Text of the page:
Is the 100 mV a maximum, or a constant desired voltage?
edit: reading the post again and the schematic, it looks like you want a swinging or switcheable output voltage between -100 and +100 mV?
There's a few things to take into account:
- even with low Ron for the secondary fets, the voltage drop is going to be significant at 10 A. In particular in relation to the 100 mV output.
- the output capacitor needs to filter ripple on a 10 A signal, and it has to be bipolar - that may be hard to find. It may be better to outsource the majority of the ripple filtering to an inductor. But then that makes polarity shifting tricky ....
I have a 48 V to 0.5 V design here (but without polarity selection on the secondary side). And it uses a number of measures to get to a reasonable efficiency.
100mV is only a maximum, I need to regulate the current, so the voltage will depend on the load.
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Can I summarise it like this?
- you need a device that can control a DC current between -10 A and + 10 A. That current has to be configurable and maintained by the circuit.
- it's derived from the load that within these ranges, the output voltage will stay between -100 mV and 100 mV
- The input voltage has to be 5 V DC.
- a switch mode design.
Thank you for your hints, Jan. I will definitely use an inductor in series with the load.
I found that the minimum Ron of commercial NMOS is about 1mOhm, so at the maximum current of 10A, the voltage drop will be 10mV, with 100mW of dissipation.
The voltage on the load (about 10-100mV) will be comparable to the voltage drop on the transistor, but will this be a problem? I will measure the voltage in parallel to the load (from FEEDBACK signal to GND), or even better the current with an hall effect sensor (like ACS712), so I think I can ignore the voltage drop on the mosfet in series.
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If you kick up your input control voltage to about 20V, you could use an IGBT module.
I've used them to get hundreds of amps for solid state Tesla Coils.
They use them for arc welders also.
Look into induction heater circuits, you might find what you're looking for.
Thank you, Scott.
Unfortunately, I can't have 20V of voltage. I have 5V of main power source and 3.3V for digital control signals (the voltage of my microcontroller).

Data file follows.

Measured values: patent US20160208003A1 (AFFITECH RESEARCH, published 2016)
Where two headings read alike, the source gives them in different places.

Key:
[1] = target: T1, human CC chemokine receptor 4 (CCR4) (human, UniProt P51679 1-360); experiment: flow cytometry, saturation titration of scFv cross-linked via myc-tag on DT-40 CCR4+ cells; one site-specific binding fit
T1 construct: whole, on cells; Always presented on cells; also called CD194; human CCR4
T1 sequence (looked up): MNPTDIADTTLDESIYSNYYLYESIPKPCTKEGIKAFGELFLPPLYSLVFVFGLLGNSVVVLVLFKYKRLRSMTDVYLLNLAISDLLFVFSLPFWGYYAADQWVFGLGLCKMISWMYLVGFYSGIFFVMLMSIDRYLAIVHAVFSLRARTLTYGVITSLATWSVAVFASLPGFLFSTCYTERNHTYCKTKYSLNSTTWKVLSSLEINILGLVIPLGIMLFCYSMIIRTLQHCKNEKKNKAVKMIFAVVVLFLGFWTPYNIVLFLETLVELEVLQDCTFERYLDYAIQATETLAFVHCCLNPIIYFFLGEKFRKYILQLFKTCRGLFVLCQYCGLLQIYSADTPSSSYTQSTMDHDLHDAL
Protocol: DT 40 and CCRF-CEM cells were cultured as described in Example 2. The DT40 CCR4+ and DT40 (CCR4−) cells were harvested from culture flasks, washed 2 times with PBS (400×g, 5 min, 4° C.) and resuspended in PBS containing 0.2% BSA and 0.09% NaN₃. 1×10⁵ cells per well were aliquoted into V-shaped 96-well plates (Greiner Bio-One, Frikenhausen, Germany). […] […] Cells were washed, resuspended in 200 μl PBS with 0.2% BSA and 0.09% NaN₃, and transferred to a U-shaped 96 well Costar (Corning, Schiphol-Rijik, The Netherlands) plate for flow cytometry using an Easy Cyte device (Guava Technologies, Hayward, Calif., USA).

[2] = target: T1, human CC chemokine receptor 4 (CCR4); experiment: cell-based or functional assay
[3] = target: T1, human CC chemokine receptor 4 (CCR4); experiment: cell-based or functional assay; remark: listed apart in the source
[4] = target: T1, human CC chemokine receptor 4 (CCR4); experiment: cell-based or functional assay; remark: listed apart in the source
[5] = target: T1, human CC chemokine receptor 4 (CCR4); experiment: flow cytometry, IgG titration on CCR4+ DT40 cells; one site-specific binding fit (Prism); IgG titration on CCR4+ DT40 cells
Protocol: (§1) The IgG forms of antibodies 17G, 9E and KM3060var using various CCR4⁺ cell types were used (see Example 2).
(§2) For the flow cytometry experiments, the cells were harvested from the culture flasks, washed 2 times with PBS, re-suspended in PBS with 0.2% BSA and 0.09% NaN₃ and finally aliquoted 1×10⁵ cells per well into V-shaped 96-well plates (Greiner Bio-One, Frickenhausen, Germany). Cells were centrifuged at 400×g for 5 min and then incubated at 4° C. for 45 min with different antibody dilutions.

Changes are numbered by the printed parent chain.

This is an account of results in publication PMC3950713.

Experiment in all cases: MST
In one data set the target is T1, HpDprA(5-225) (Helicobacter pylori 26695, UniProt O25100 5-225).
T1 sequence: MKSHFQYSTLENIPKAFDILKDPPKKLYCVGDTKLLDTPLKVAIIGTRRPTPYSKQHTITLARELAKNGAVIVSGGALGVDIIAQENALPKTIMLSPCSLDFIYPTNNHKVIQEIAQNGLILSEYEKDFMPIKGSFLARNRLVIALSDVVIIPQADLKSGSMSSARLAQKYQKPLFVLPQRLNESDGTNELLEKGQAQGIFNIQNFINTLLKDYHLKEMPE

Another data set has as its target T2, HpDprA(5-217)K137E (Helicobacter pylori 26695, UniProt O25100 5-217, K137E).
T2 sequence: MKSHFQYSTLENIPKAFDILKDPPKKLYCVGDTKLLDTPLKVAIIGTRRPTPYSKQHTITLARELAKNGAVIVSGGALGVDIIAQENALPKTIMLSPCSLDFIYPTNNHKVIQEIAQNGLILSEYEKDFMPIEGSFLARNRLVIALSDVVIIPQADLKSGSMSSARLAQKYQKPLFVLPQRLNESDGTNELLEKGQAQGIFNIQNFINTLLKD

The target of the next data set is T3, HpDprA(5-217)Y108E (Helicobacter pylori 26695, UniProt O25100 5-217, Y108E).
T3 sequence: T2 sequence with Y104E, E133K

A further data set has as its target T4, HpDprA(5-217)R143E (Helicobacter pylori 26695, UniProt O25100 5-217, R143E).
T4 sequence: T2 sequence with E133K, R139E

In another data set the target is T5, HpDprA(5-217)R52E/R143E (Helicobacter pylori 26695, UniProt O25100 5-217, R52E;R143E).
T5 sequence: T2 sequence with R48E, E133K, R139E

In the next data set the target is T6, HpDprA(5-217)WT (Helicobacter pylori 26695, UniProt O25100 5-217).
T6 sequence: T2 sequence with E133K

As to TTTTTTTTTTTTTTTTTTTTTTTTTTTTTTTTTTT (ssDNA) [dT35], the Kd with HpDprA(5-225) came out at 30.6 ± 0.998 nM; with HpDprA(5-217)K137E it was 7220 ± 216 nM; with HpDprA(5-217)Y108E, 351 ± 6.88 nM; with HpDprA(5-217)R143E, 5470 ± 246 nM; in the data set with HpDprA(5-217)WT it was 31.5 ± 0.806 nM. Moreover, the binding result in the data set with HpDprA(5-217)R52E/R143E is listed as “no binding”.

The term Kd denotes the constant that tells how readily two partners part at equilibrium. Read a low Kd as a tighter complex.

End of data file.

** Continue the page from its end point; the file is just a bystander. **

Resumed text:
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How accurately must you control the voltage/current ?
How much noise is acceptable on the output.
What sort of signal will you drive the load with ? (AC, slowly varying DC etc)
(Can you tell us what the load is ?)
I'm thinking that the best bet would be a 5V to 1V switching converter and then a linear bridge type power amplifier.
Alternatively you could re-purpose the LT1923 which is a switching Thermo electric cooler driver. Even if you don't use this chip it would be worth reading the data sheet and app note to get some background information.
I've used this chip and it works quite well, (although it's very expensive).
Since the power FETs and sense resistor are off chip you can tune it up for whatever you want.
I need to control the current with a resolution of 10mA, preferably 1mA.
A little noise won't be a big deal.
The load will be controlled by a slowly varying DC, with a maximum variation of 10A in 1s.
The load is a solenoid.
Thank you for the suggested LT1923, I'm reading the datasheet now.
I'm dealing with a quite strange design. I have a single 5V power source with few amps of current (about 3A) and I need to drive a load (about 0.8mOhm of resistance, but variable in function of voltage/current) with a current from -10A to 10A, at 100mV of maximum voltage.
I'm searching for an IC which can help me, but I don't found any suitable device, at this moment.
I would try a discrete configuration like the following schematic:
I can send an alternate (square wave) current with one or another direction in the transformer, using a PWM signal on CTRL1 or CTRL2, with 50% duty cycle.
If i use a 10:1 ratio transformer (for example), I will have a reduced maximum voltage, but with more current (about 10 times). Correct?
And then, with another PWM on CTRL3 or CTRL4, I can modulate the output from zero to positive maximum and to negative minimum voltage, measuring the voltage to the feedback point, or the current in series of the load (R1) with an hall effect sensor.
I probably don't even need two input windings, but I can send a single square wave in input and activate Q3 or Q4 to obtain a positive or negative output. And perhaps one of the two outgoing mosfets should be type P?
What do you think about this solution? Anyone have alternative ideas or suggestions?